The Volokh Conspiracy
Mostly law professors | Sometimes contrarian | Often libertarian | Always independent
During the campaign, then-candidate Trump told The Post's Robert Costa: "I'm going to surround myself only with the best and most serious people. . . . We want top of the line professionals." Whether or not this was true at the time, it is hard to believe that this was the Trump administration's modus operandi in developing this week's controversial executive order on refugees and others from specified countries. While some good folks have been tapped for important legal positions in the administration, it does not appear that they are being utilized—and that's a problem.
Whatever one thinks of the underlying policy, the degree of administrative incompetence in its execution is jaw-dropping. Like Orin below, I think it's worth quoting this Benjamin Wittes post from the Lawfare blog:
The malevolence of President Trump's Executive Order on visas and refugees is mitigated chiefly-and perhaps only-by the astonishing incompetence of its drafting and construction.
NBC is reporting that the document was not reviewed by DHS, the Justice Department, the State Department, or the Department of Defense, and that National Security Council lawyers were prevented from evaluating it. Moreover, the New York Times writes that Customs and Border Protection and U.S. Citizen and Immigration Services, the agencies tasked with carrying out the policy, were only given a briefing call while Trump was actually signing the order itself. Yesterday, the Department of Justice gave a "no comment" when asked whether the Office of Legal Counsel had reviewed Trump's executive orders-including the order at hand. (OLC normally reviews every executive order.)
This order reads to me, frankly, as though it was not reviewed by competent counsel at all.
Think about that for a moment. An EO that is ostensibly issued for the purpose of protecting national security was not properly vetted, nor did anyone make any meaningful effort to ensure that those government officials tasked with executing the administration's policy understood what it was they were doing. Indeed, as drafted, the EO didn't even cite the right provisions in federal law. In the words of Charles L. Black Jr., in these actions "the curves of callousness and stupidity intersect at their respective maxima." (Hat tip: Walter Dellinger)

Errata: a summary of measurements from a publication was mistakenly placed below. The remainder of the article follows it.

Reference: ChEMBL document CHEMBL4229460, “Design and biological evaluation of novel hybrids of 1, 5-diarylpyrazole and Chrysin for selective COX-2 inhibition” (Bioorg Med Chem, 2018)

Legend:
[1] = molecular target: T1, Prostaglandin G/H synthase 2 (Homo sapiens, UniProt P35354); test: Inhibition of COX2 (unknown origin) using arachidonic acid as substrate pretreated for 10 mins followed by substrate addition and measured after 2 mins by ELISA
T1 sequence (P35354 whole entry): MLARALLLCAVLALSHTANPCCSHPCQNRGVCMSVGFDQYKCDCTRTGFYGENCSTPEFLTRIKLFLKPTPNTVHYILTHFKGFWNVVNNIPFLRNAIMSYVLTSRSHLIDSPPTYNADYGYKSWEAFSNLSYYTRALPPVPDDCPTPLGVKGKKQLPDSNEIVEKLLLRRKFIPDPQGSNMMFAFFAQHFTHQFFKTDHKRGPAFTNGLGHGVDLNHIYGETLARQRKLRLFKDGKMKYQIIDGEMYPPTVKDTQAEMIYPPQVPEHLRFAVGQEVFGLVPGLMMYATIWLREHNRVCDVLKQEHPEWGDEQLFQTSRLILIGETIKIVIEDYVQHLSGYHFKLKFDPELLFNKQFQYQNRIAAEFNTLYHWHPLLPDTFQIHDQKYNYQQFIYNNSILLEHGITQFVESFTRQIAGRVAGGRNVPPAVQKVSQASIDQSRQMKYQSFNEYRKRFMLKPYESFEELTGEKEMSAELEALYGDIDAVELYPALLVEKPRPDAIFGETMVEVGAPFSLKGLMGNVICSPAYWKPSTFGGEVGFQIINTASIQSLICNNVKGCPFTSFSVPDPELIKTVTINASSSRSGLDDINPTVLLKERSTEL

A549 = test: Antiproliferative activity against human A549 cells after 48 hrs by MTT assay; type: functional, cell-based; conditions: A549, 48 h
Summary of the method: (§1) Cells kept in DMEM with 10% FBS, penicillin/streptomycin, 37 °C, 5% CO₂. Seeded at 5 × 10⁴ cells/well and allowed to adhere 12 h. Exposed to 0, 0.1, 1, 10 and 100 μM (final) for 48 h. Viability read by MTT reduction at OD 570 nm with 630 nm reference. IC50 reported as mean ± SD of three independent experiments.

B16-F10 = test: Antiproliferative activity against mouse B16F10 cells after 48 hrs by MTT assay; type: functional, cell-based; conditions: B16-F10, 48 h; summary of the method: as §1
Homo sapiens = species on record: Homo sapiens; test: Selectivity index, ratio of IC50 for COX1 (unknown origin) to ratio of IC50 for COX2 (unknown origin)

Under normal circumstances, I believe that the policy embodied in the Trump EO is lawful under existing precedent and would survive judicial review. That is, I believe the executive branch may decide to identify specific countries from which immigrants and others seeking entry into the country must receive "extreme vetting" and that the President may order a suspension of refugees from particular places (as Obama did with Iraq in 2011). Despite some of the President's comments during the campaign about wanting a "Muslim ban," this EO does not come anywhere close to effectuating such a ban, as it largely focuses on countries that were previously identified as sources of potential terror threats.
I stress "under normal circumstances" because these are not normal circumstances. The cavalier and reckless manner in which this specific EO was developed and implemented will likely give judges pause—and with good reason. Courts typically give a degree of deference to executive branch actions under the assumption that polices are implemented after serious consideration of relevant legal and policy questions. Indeed, the more serious the government interest allegedly being served, the more serious one expects the government's internal review to be (unless, of course, there are exigent circumstances necessitating immediate action, but that was not the case here).
When Justice Department attorneys go into court to defend the policy, they will not be able to maintain that this policy reflects careful review of the relevant security concerns or that administration lawyers gave due consideration to potential objections and relevant legal or constitutional constraints on the executive branch's conduct. They won't be able to say those things because they are not true—and judges will notice. Issuing orders that can upend people's lives without conducting the most basic review is practically the definition of "arbitrary and capricious" government action. To quote Wittes again:"it is most emphatically not good news to have a White House that just makes decisions with no serious thought or interagency input into what those decisions might mean. In fact, it's really dangerous." This is not how you "make America great again."
Here's some consolation for Trump's critics and the loyal opposition. If the drafting and implementation of this EO is any indication of how the Trump administration plans to conduct its affairs, this is good news for those who wish to oppose administration policy. Many of the things the Trump administration wishes to do to reverse Obama administration policies, particularly those embodied in duly promulgated regulations, will require careful and patient lawyering. The failure to properly vet and flyspeck administrative actions will leave them vulnerable to legal challenge. This may be small consolation to those who may be affected by the administration's actions in the meantime, but it is something to keep in mind.